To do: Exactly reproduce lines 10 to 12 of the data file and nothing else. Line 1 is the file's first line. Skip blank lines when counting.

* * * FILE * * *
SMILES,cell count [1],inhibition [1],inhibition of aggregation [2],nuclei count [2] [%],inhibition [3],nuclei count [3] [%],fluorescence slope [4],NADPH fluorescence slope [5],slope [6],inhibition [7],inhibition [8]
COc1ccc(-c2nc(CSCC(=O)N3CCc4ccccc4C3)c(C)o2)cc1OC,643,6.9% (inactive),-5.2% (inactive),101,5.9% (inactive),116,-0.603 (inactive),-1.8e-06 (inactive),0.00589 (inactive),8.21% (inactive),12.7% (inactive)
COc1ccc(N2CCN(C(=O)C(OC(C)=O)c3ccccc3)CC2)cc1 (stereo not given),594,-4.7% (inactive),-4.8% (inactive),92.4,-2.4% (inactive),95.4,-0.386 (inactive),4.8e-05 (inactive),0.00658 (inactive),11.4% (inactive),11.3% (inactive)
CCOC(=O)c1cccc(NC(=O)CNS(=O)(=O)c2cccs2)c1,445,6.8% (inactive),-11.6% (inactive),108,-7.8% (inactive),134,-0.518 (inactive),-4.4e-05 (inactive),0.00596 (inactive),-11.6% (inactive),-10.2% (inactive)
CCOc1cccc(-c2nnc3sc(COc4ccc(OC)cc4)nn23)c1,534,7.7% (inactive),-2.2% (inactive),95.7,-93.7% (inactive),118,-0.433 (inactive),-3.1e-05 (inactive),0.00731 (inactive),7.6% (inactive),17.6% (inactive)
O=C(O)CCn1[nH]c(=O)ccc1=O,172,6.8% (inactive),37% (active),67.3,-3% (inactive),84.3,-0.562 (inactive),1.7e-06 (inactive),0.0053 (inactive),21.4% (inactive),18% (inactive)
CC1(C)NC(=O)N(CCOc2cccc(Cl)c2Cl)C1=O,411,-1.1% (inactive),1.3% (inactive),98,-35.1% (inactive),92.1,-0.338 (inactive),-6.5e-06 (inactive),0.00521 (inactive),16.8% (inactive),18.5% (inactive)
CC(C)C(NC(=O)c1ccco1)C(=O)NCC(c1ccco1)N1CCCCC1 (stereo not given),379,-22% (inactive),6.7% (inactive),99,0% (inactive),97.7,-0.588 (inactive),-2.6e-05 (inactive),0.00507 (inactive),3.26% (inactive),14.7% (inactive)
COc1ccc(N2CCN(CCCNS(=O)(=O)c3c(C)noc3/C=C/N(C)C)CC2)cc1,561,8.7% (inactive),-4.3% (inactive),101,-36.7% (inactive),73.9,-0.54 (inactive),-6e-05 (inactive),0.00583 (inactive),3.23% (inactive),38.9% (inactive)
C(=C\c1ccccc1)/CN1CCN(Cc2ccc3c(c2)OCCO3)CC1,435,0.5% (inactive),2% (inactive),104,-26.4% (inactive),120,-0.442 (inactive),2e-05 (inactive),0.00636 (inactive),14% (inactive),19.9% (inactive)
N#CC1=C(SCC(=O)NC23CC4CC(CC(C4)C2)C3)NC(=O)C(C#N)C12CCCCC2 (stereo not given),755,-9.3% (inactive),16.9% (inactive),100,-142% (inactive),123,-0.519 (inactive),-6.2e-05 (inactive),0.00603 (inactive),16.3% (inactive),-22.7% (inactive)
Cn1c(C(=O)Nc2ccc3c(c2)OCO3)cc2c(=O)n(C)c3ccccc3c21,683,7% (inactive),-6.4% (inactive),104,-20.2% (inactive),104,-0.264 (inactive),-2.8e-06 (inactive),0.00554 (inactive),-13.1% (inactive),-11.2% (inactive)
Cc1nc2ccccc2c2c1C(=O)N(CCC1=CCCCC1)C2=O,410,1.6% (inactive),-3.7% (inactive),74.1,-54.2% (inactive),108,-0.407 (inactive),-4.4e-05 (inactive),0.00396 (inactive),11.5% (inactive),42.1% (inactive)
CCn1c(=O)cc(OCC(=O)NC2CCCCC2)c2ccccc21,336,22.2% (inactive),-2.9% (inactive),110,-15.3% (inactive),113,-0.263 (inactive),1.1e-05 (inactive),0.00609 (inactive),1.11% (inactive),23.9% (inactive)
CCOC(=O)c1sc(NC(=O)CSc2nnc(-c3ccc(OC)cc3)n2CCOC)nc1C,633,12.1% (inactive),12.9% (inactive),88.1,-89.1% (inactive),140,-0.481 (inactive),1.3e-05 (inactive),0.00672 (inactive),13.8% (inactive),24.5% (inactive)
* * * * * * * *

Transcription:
C(=C\c1ccccc1)/CN1CCN(Cc2ccc3c(c2)OCCO3)CC1,435,0.5% (inactive),2% (inactive),104,-26.4% (inactive),120,-0.442 (inactive),2e-05 (inactive),0.00636 (inactive),14% (inactive),19.9% (inactive)
N#CC1=C(SCC(=O)NC23CC4CC(CC(C4)C2)C3)NC(=O)C(C#N)C12CCCCC2 (stereo not given),755,-9.3% (inactive),16.9% (inactive),100,-142% (inactive),123,-0.519 (inactive),-6.2e-05 (inactive),0.00603 (inactive),16.3% (inactive),-22.7% (inactive)
Cn1c(C(=O)Nc2ccc3c(c2)OCO3)cc2c(=O)n(C)c3ccccc3c21,683,7% (inactive),-6.4% (inactive),104,-20.2% (inactive),104,-0.264 (inactive),-2.8e-06 (inactive),0.00554 (inactive),-13.1% (inactive),-11.2% (inactive)